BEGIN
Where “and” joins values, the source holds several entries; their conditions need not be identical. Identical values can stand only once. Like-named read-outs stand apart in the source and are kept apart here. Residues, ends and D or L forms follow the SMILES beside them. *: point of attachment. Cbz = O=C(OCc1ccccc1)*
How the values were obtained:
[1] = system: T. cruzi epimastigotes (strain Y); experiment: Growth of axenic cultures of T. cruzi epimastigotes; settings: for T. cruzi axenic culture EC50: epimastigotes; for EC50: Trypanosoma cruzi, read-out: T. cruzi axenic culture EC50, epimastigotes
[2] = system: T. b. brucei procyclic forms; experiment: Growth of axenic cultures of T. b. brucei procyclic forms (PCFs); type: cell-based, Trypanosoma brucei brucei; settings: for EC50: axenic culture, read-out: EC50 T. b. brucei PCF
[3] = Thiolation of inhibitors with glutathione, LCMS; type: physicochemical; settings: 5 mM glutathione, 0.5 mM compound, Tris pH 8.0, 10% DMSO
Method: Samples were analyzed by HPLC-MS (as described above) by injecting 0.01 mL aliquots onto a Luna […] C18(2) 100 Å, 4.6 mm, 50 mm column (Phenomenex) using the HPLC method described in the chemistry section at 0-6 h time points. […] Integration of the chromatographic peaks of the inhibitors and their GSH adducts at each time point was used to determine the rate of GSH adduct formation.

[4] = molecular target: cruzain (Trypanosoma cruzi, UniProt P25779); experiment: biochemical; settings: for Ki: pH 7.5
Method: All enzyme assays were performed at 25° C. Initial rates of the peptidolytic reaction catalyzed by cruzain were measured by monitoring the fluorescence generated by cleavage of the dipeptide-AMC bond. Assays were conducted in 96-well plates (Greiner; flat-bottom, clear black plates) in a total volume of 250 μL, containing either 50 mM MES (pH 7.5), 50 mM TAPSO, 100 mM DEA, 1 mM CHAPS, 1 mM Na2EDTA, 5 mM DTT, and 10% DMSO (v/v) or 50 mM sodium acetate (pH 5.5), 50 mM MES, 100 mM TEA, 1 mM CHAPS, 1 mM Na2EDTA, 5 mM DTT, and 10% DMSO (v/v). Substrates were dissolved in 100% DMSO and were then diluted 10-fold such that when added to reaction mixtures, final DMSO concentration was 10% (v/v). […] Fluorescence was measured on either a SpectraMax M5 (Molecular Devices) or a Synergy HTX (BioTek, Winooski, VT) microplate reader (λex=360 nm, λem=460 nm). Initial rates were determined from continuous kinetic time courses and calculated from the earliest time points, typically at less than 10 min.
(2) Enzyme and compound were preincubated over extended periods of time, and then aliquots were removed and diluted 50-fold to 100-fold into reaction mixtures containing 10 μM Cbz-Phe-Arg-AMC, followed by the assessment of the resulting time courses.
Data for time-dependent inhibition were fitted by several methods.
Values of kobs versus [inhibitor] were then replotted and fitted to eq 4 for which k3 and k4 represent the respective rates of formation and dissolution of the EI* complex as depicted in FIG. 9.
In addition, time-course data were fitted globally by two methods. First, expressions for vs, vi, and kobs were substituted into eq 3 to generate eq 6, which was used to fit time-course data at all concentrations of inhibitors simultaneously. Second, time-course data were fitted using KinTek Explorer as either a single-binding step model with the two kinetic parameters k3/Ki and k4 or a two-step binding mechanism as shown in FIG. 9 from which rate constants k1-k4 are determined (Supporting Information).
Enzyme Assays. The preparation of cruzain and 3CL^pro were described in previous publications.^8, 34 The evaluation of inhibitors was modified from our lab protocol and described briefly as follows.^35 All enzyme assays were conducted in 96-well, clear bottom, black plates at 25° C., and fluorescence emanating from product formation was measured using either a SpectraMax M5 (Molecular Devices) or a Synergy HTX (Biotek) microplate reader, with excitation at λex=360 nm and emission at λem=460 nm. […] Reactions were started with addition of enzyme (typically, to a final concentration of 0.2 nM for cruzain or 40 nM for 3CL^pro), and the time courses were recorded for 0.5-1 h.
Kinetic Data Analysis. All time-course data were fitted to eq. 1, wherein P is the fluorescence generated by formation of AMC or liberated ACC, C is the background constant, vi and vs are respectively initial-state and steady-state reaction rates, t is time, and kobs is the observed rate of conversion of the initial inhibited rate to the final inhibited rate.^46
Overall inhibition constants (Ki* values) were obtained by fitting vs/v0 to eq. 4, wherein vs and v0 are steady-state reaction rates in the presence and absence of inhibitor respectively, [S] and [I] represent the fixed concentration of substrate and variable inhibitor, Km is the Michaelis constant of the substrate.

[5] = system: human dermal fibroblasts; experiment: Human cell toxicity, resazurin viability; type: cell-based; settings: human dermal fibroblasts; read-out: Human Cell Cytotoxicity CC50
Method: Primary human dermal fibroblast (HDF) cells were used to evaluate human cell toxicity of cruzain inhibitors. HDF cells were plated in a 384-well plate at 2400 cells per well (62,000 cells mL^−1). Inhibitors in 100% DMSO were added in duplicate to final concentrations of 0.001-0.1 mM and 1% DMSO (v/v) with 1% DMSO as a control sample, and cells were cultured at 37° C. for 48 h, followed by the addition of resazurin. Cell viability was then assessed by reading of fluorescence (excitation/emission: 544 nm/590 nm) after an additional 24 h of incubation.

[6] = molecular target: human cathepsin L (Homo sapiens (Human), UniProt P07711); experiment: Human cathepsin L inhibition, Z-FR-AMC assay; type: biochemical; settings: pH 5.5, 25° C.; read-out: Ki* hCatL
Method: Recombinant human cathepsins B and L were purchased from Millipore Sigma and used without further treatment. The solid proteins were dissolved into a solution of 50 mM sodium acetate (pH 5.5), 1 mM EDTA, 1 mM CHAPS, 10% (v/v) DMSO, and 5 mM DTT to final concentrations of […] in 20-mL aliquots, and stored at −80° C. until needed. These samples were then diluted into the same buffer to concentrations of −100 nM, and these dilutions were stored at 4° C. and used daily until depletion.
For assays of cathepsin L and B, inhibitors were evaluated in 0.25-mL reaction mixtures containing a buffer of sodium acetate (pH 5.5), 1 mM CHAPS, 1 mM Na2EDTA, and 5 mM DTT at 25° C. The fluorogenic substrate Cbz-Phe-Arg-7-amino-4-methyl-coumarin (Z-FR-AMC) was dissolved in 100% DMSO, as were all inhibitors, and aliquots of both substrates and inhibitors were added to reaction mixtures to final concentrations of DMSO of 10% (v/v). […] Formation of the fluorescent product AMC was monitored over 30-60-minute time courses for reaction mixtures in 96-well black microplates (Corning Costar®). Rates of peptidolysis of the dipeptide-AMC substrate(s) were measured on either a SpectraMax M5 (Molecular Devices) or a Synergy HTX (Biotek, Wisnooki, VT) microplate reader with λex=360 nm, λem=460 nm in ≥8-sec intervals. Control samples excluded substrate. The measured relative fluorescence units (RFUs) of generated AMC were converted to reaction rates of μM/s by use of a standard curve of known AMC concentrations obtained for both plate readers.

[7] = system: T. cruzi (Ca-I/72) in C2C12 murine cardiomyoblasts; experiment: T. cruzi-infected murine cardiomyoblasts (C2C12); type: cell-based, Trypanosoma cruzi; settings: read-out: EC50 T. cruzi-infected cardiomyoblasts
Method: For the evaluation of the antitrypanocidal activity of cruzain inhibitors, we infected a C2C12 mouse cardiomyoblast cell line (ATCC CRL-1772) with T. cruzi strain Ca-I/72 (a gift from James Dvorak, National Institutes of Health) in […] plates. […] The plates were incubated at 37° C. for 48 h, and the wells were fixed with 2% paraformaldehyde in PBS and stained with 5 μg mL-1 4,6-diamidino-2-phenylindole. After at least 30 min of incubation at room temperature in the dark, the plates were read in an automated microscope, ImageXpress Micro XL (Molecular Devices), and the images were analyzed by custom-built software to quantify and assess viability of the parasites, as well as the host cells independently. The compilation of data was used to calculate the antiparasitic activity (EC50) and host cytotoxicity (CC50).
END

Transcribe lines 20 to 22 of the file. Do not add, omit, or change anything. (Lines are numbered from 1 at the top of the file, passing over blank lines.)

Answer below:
For assays of cathepsin L and B, inhibitors were evaluated in 0.25-mL reaction mixtures containing a buffer of sodium acetate (pH 5.5), 1 mM CHAPS, 1 mM Na2EDTA, and 5 mM DTT at 25° C. The fluorogenic substrate Cbz-Phe-Arg-7-amino-4-methyl-coumarin (Z-FR-AMC) was dissolved in 100% DMSO, as were all inhibitors, and aliquots of both substrates and inhibitors were added to reaction mixtures to final concentrations of DMSO of 10% (v/v). […] Formation of the fluorescent product AMC was monitored over 30-60-minute time courses for reaction mixtures in 96-well black microplates (Corning Costar®). Rates of peptidolysis of the dipeptide-AMC substrate(s) were measured on either a SpectraMax M5 (Molecular Devices) or a Synergy HTX (Biotek, Wisnooki, VT) microplate reader with λex=360 nm, λem=460 nm in ≥8-sec intervals. Control samples excluded substrate. The measured relative fluorescence units (RFUs) of generated AMC were converted to reaction rates of μM/s by use of a standard curve of known AMC concentrations obtained for both plate readers.

[7] = system: T. cruzi (Ca-I/72) in C2C12 murine cardiomyoblasts; experiment: T. cruzi-infected murine cardiomyoblasts (C2C12); type: cell-based, Trypanosoma cruzi; settings: read-out: EC50 T. cruzi-infected cardiomyoblasts
Method: For the evaluation of the antitrypanocidal activity of cruzain inhibitors, we infected a C2C12 mouse cardiomyoblast cell line (ATCC CRL-1772) with T. cruzi strain Ca-I/72 (a gift from James Dvorak, National Institutes of Health) in […] plates. […] The plates were incubated at 37° C. for 48 h, and the wells were fixed with 2% paraformaldehyde in PBS and stained with 5 μg mL-1 4,6-diamidino-2-phenylindole. After at least 30 min of incubation at room temperature in the dark, the plates were read in an automated microscope, ImageXpress Micro XL (Molecular Devices), and the images were analyzed by custom-built software to quantify and assess viability of the parasites, as well as the host cells independently. The compilation of data was used to calculate the antiparasitic activity (EC50) and host cytotoxicity (CC50).